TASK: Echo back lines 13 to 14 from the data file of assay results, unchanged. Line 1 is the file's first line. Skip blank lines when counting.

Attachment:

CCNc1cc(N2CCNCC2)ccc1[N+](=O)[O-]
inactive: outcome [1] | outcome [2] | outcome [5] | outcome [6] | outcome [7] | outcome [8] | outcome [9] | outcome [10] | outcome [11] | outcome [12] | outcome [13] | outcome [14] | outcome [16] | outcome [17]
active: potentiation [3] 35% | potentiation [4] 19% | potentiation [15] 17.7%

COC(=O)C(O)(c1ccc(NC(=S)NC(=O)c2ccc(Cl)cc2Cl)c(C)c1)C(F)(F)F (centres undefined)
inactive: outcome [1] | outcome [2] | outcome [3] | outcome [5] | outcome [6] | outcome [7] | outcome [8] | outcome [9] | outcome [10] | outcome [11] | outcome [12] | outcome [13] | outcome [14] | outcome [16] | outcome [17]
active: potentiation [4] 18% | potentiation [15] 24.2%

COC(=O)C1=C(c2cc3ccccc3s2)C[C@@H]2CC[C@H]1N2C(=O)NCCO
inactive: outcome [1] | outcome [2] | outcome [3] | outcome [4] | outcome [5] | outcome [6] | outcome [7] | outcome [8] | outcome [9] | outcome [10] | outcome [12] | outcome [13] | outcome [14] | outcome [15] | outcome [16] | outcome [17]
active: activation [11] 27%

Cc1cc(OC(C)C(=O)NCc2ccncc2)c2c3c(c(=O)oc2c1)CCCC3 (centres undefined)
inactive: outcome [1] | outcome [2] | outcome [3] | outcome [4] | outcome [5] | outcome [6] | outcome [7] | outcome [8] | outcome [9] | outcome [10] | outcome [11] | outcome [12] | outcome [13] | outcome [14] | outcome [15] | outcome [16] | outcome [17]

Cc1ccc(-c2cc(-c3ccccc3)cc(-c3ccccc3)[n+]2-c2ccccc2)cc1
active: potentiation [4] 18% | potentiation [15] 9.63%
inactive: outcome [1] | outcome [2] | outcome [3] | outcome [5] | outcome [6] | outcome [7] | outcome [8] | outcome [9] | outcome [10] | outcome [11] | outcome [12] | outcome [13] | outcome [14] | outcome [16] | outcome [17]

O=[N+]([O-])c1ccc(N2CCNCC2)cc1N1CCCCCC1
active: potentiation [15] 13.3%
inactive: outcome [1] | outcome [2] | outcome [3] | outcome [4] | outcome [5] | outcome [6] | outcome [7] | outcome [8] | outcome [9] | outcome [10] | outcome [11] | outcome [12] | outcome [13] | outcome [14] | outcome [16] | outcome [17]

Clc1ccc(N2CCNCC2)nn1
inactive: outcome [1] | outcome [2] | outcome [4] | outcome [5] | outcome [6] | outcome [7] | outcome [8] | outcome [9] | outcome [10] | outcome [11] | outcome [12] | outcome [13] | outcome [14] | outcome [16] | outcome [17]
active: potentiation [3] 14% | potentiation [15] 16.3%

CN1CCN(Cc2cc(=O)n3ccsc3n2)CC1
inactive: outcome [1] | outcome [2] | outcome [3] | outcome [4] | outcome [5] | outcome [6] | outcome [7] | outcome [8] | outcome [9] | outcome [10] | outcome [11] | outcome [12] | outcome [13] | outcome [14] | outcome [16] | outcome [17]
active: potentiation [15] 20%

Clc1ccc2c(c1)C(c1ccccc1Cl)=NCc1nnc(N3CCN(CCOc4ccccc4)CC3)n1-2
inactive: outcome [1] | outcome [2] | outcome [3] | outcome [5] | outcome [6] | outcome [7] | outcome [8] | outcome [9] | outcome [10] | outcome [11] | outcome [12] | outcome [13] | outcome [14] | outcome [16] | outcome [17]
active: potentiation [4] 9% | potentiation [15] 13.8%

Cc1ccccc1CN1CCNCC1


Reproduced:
active: potentiation [4] 18% | potentiation [15] 9.63%
inactive: outcome [1] | outcome [2] | outcome [3] | outcome [5] | outcome [6] | outcome [7] | outcome [8] | outcome [9] | outcome [10] | outcome [11] | outcome [12] | outcome [13] | outcome [14] | outcome [16] | outcome [17]